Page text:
Example of one of these new phishing attempts

From: Chase Manhattan Bank  
Subject: [ $20 Reward Survey ]

Dear Chase Bank Customer,

You have been chosen by the Chase Manhattan Bank online department
to take part in our quick and easy 5 question survey.
In return we will credit $20 to your account - Just for your time!
Helping us better understand how our customers feel benefits everyone.
With the information collected we can decide to direct a number of
changes to improve and expand our online service.
We kindly ask you to spare two minutes of your time
in taking part with this unique offer!

SERVICE: Chase Online? $20 Reward Survey

EXPIRATION: March - 13 - 2006

Confirm Now your $20 Reward Survey with Chase Online? Reward

The information you provide us is all non-sensitive and anonymous
No part of it is handed down to any third party groups.
It will be stored in our secure database for maximum of 3 days
while we process the results of this nationwide survey.

Please do not reply to this message. For any inquiries, contact
Customer Service.

Document Reference: (87051203)
Copyright 1996 - 2006 Chase Bank, N.A. Member FDIC Copyright 2006

It was formatted much more fancy in html, but I chose not to show that here.

Of course the link in there doesn't go to anything owned by JPMorgan Chase & Co.

Now let's have a look at that website collecting so called "non-sensitive and anonymous" information.

It starts out all rather innocent

but then it goes on to ask you more details. Details that are far from non-sensitive and anonymous. But remember the psychology: the user just has answered a whopping 5 questions and is now going to get his 20 bucks. He'll even sell his mother for it, or at least tell them her name along with what is going to cost him much more than that 20 bucks he'll never get.

The details they want to know:

New tactic: better servers

Unfortunately they are also getting better on the technology side:
  • "premium" service from a well known name on the Internet
  • very redundant DNS service
  • lots of servers 600 IN CNAME 300 IN A 300 IN A 300 IN A 300 IN A 300 IN A 300 IN A 300 IN A 300 IN A

The not so good news goes on:

Worst of all the responses you receive when reporting these things to the abuse contacts of some service providers is so far below par that getting this shut down in a hurry isn't likely. I hope the banks have a bit more pull than this handler.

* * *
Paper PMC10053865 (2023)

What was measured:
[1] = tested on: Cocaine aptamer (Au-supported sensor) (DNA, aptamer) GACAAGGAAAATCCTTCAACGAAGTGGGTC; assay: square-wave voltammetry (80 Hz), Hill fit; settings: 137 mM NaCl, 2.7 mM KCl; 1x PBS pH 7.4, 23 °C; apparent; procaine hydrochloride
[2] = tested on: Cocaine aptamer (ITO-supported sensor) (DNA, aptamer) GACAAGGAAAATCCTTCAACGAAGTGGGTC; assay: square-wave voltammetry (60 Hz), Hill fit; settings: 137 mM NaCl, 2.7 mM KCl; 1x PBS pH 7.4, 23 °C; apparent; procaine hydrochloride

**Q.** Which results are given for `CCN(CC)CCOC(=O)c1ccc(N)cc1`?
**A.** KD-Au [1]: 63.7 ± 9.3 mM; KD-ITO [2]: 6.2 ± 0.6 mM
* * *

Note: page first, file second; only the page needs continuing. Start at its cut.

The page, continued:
Yes I know that exposing this more publicly will increase the odds that other rivaling groups will start to use these techniques as well, but after having received half a dozen of these myself my guess is that they already know.

Swa Frantzen - Section 66
0 comment(s)


What's this all about ..?
password reveal .
<a hreaf="">the social network</a> is described as follows because they respect your privacy and keep your data secure:

<a hreaf="">the social network</a> is described as follows because they respect your privacy and keep your data secure. The social networks are not interested in collecting data about you. They don't care about what you're doing, or what you like. They don't want to know who you talk to, or where you go.

<a hreaf="">the social network</a> is not interested in collecting data about you. They don't care about what you're doing, or what you like. They don't want to know who you talk to, or where you go. The social networks only collect the minimum amount of information required for the service that they provide. Your personal information is kept private, and is never shared with other companies without your permission
<a hreaf=""> public bathroom near me</a>
<a hreaf=""> nearest public toilet to me</a>
<a hreaf=""> public bathroom near me</a>
<a hreaf=""> public bathroom near me</a>
<a hreaf=""> nearest public toilet to me</a>
<a hreaf=""> public bathroom near me</a>
Enter comment here... a fake TeamViewer page, and that page led to a different type of malware. This week's infection involved a downloaded JavaScript (.js) file that led to Microsoft Installer packages (.msi files) containing other script that used free or open source programs.
distribute malware. Even if the URL listed on the ad shows a legitimate website, subsequent ad traffic can easily lead to a fake page. Different types of malware are distributed in this manner. I've seen IcedID (Bokbot), Gozi/ISFB, and various information stealers distributed through fake software websites that were provided through Google ad traffic. I submitted malicious files from this example to VirusTotal and found a low rate of detection, with some files not showing as malware at all. Additionally, domains associated with this infection frequently change. That might make it hard to detect.
Enter corthrthmment here...

Diary Archives